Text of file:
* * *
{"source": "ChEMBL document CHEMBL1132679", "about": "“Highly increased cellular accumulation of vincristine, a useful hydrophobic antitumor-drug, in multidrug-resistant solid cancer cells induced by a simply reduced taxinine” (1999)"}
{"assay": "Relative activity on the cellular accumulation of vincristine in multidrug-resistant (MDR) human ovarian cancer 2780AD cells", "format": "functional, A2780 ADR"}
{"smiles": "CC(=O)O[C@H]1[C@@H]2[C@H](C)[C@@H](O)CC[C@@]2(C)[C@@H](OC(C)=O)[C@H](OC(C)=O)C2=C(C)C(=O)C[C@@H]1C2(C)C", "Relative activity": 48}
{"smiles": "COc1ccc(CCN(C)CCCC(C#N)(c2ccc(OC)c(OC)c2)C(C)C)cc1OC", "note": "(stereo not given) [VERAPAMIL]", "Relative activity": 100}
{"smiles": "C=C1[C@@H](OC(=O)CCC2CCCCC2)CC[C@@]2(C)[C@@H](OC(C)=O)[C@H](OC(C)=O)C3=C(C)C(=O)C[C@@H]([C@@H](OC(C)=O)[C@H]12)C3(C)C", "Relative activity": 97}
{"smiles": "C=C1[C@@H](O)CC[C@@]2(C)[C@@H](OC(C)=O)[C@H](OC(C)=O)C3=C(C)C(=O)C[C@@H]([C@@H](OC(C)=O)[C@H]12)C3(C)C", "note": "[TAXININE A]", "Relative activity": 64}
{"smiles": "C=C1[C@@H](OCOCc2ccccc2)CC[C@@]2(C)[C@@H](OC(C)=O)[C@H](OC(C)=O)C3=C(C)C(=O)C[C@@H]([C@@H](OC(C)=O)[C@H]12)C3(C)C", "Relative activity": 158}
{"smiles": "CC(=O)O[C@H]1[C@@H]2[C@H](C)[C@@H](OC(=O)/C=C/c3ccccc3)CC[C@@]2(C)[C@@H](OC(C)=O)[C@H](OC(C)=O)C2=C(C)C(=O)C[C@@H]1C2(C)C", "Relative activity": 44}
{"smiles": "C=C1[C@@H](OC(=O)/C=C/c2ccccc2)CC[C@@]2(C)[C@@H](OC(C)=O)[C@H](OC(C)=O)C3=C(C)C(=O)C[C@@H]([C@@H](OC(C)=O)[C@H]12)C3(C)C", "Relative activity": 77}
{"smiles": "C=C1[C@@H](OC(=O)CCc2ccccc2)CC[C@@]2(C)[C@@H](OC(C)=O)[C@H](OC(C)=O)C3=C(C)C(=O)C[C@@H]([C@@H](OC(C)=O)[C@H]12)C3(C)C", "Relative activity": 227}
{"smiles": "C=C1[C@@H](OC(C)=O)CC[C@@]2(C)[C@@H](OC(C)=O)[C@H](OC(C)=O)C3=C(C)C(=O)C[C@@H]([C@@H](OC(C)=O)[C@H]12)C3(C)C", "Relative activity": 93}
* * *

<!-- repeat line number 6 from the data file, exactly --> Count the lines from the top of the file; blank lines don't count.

{"smiles": "C=C1[C@@H](O)CC[C@@]2(C)[C@@H](OC(C)=O)[C@H](OC(C)=O)C3=C(C)C(=O)C[C@@H]([C@@H](OC(C)=O)[C@H]12)C3(C)C", "note": "[TAXININE A]", "Relative activity": 64}